There will be times when public transportation is the only way to get to a point; for example, when we tried to go to Glacier Point they were only allowing buses. We wanted to hike Taft Point and Sentinel Dome before driving over to Glacier Point, however, so after speaking to the right people we were allowed to drive ourselves to the trailhead.

Such a Busy Summer Day Required Public Transportation ONLY to Glacier Point

Be Prepared for Campfire Cookin’

The campgrounds have fire pits, bear ‘lockers’, and picnic tables at each site. Any of the fire pits that experienced also had a grate for grilling on it.

I wish I could have been more prepared for cooking over the fire (tin foil, BBQ tongs, etc.); I love myself a good s’more and I didn’t get to eat one on my entire trip because I didn’t know that I would have been able to.

Also, know that the bear lockers are large and provide more than ample space to conceal all of your scented goods. Bringing some kind of item to organize your belongings in the locker might make your stay even more enjoyable and efficient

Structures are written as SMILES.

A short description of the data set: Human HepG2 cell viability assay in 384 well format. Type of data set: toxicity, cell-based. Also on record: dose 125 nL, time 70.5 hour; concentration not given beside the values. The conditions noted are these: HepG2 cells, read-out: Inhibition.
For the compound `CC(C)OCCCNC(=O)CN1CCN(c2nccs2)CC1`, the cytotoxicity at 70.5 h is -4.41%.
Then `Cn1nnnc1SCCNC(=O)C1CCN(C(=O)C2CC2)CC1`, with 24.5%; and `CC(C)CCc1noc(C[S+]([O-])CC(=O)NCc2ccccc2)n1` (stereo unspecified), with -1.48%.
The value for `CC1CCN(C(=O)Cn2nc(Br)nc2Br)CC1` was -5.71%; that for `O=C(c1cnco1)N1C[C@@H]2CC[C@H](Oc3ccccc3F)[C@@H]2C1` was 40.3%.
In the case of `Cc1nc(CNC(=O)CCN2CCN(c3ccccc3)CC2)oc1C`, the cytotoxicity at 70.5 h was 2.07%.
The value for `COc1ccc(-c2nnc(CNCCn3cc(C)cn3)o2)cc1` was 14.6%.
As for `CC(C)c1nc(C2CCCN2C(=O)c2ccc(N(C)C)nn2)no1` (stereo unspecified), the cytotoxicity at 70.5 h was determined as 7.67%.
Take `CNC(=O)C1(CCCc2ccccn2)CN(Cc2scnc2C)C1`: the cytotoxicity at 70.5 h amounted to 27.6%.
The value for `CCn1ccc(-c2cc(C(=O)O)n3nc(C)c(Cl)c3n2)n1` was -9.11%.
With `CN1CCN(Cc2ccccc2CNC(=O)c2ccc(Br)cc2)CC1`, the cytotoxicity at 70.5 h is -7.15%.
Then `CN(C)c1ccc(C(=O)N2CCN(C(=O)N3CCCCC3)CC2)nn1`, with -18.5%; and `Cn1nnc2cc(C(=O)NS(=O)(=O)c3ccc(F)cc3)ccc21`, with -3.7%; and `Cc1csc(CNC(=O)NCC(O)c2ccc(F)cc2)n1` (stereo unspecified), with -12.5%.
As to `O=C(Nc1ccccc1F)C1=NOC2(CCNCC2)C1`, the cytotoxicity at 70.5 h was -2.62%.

Avoid Traffic

Traffic patterns in Yosemite can be a pain in the butt. The valley area especially, on a beautiful late summer day, is bumper to bumper. With people trying to pull into parking lots that are full and zipping in and out of potential spots on the side of the road while taking in the jaw-dropping view, I’m shocked there aren’t more accidents .  

So needless to say, it’s a shit show, but you can pretty much avoid it if you travel to the valley at or before 8AM. Find a parking spot central to where you want to explore and leave your car right there for the day. We left Tuolumne Meadows before 6 AM on the morning we wanted to hike Vernal and Nevada Falls and it was STILL jam packed when we got to the valley.

Don’t Have A Plan for Every Day

Have a plan for some days but leave a few days open to explore places you stumble upon or hear about from people you meet. The plan is a necessity for big driving days such as heading from Tuolumne Meadows to Glacier Point or Yosemite Valley but after talking to people on our travels I am so glad we left days open to suggestions or to simply just explore what we found off the side of the road.

This Beauty Was an Unplanned Hike that Someone Suggested to us!

Book Your Campsite Ahead of Time

Want to secure a campsite or a wilderness permit? Know where you’ll be staying and for how long with no hassle? Make sure you do so 6 months in advance to the day.

Have everything ready to be submitted and send it over at midnight to greatly improve your chances of having exactly what you want during your stay. We tried for a wilderness permit about 4 and a half months in advance and we were turned down; we also wound up having to rely on first come first serve camping which turned out just fine, but not without a few bumps in the road (see the next talking point)